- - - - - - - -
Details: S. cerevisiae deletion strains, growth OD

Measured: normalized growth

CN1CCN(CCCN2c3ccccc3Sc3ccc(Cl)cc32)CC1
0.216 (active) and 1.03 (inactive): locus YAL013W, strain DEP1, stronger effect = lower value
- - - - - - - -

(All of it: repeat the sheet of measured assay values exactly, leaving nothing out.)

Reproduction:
Details: S. cerevisiae deletion strains, growth OD

Measured: normalized growth

CN1CCN(CCCN2c3ccccc3Sc3ccc(Cl)cc32)CC1
0.216 (active) and 1.03 (inactive): locus YAL013W, strain DEP1, stronger effect = lower value